Naps – the Mini Mental Vacation

by DavalosMcCormack on March 30, 2009

I was going to write something fascinating and intellectually provocative but then I decided to take a nap instead. When I woke up I’d forgotten what I was going to write about, but I felt great, really relaxed.That’s why naps are so important, they help clear the mind.

So, I went online to find the latest information about the benefits of naps but when I googled “naps” all I came was information about the North American Prescis Syndicate, the National Association of Postal Supervisors,  and the National Association for the Prevention of Starvation!

That will teach me to be so vague. When I was a  bit more precise I came across a wonderful article by a Dr. Gregg Jacob on a site called “Talk About Sleep”

He points out the numerous studies showing a midday/mid afternoon nap can increase alertness, improve your mood, improve your mental function, even save your life. And he says don’t fight it. We have evolved to nap.

Read on.

“Several lines of evidence, including the universal tendency of toddlers and the elderly to nap in the afternoon and the afternoon nap of siesta cultures, have led sleep researchers to the same conclusion: nature intended that we take a nap in the middle of the day. This biological readiness to fall asleep in the mid-afternoon coincides with a slight drop in body temperature and occurs regardless of whether we eat lunch. It is present even in good sleepers who are well rested. Sleep researchers have also discovered that the afternoon dip in mood and alertness is associated with poorer performance, particularly after a night of sleep loss, and a simultaneous increase in sleepiness-related accidents. In fact, deaths from all causes show a secondary peak in the afternoon after a nocturnal peak, presumably from sleepiness-related accidents.”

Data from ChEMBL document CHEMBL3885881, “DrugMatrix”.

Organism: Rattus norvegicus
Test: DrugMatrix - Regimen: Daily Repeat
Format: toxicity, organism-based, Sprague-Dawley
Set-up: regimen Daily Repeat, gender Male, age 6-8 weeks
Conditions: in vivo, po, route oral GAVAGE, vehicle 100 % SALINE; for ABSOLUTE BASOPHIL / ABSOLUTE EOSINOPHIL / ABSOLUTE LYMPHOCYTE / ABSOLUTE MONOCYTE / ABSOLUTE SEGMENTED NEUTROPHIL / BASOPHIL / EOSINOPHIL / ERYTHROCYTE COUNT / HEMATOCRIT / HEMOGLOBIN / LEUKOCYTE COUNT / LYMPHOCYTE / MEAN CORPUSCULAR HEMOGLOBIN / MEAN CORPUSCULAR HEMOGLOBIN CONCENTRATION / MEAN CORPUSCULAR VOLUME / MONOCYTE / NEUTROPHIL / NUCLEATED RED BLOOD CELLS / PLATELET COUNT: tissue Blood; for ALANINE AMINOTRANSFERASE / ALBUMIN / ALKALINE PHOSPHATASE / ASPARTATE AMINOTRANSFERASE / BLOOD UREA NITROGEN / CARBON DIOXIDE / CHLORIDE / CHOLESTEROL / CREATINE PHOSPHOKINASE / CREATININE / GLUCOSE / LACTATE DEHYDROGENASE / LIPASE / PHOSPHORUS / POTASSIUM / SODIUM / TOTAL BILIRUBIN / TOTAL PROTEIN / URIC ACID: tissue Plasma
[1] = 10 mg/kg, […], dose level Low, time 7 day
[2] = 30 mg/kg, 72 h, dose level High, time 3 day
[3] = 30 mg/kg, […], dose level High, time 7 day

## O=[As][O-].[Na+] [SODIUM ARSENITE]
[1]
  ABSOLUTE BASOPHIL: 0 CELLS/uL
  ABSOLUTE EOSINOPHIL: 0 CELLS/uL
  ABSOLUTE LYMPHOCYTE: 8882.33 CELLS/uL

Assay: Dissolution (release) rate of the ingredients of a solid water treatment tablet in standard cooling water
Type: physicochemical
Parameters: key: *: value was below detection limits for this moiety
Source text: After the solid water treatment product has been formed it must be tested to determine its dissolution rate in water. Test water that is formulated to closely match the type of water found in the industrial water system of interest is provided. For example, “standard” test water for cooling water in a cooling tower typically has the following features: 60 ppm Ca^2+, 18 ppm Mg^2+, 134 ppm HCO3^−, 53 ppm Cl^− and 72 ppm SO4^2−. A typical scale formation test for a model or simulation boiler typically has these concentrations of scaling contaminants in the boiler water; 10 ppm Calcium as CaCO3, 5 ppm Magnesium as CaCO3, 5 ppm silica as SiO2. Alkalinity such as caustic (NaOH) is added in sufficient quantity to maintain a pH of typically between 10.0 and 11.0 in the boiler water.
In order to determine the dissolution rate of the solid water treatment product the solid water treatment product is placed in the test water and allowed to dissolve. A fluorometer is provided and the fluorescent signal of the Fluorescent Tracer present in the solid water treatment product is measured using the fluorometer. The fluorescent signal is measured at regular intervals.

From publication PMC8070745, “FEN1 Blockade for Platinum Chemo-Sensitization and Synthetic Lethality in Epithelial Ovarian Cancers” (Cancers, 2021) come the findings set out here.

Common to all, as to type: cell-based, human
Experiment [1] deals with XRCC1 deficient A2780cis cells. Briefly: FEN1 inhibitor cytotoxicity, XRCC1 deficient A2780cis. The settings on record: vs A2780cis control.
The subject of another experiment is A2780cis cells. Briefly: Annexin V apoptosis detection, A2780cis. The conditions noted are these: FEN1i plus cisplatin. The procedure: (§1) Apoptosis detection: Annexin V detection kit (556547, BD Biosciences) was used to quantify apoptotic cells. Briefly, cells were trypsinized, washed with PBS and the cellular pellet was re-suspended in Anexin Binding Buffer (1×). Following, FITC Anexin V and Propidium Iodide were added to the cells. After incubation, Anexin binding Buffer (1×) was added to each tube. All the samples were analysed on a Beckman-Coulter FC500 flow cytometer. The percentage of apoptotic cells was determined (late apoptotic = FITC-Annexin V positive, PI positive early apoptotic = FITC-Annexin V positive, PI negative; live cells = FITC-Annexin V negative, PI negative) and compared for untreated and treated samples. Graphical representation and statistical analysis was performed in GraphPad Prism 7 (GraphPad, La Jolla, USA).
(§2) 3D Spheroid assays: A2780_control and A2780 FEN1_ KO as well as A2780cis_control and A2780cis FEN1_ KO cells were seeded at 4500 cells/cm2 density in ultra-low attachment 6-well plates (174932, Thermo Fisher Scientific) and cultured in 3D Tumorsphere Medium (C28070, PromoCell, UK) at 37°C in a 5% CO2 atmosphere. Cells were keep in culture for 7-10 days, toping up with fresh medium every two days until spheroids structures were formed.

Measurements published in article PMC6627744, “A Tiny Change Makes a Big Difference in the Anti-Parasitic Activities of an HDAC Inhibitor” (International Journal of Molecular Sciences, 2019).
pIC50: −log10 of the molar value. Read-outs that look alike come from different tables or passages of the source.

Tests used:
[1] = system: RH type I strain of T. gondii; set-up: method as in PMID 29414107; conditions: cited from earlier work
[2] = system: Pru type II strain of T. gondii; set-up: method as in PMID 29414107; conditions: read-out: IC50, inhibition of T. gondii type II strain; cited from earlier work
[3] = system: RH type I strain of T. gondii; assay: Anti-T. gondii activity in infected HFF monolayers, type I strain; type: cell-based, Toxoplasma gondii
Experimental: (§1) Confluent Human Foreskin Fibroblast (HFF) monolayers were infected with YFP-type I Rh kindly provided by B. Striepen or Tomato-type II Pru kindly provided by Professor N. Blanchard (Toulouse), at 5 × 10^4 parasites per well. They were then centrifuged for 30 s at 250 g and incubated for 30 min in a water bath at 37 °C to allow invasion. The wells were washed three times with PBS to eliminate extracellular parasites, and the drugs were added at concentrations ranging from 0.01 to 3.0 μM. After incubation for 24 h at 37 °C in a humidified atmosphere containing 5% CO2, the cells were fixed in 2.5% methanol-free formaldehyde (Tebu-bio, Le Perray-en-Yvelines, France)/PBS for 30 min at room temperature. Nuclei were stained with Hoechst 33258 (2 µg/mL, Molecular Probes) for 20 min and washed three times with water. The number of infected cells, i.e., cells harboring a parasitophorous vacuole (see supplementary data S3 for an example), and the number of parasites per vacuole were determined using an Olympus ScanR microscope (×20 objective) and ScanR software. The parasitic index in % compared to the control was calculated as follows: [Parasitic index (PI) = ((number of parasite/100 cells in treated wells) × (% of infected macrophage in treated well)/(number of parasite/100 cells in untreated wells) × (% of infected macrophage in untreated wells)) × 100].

It’s almost like a mini-vacation. You stop. You nap. You wake up and everything is better. Well, perhaps not everything but certainly several things.

If you are struggling with a problem at work and can’t find the solution, taking a nap could give your brain the space it needs to come up with a fresh approach.

If you are writing something but are stuck, taking a nap can help you find the words or ideas.

Now it’s not always easy for most of us to slip away for a 10-20 minute nap in the middle of the day. The workplace isn’t really set up for that. So maybe we need to change that.

If you are on your lunch break why not take a nap at your desk, or even under your desk – it worked for George Costanza in Seinfeld! Put up a sign on your desk or cubicle or office door letting people know when you’ll be available again.

If you are not comfortable doing that and don’t have an office door you can close try and find an empty office – with the current layoffs it shouldn’t be hard!

When I worked in TV there was one editor who always had a nap after lunch, before resuming work. Of course TV editors work in rooms that are dark and have doors on them that lock, so it was easy for him.

But if you think about it there are lots of options for the rest of us.  If you drive to work, for instance, jump in your car for 2o winks after lunch.

If the weather is nice go outside and find a nice park bench or just lie on the grass (make sure you have sunscreen on though, unless you want to go back to work red-faced!).

If the weather isn’t nice go to the nearest mall and find a bench there. If anyone asks what you are doing just say you are waiting for your husband/wife/friend who is shopping.

Try the public library, it’s always quiet there.

You can take a nap on the bus or train on the way to or from work.

You could even use a restroom to take a quick nap. Not the most comfortable or attractive of surroundings but once you are asleep you won’t notice or care!

The only limit on finding a place to nap is your imagination. And guess what improves our imagination? That’s right, a good nap.

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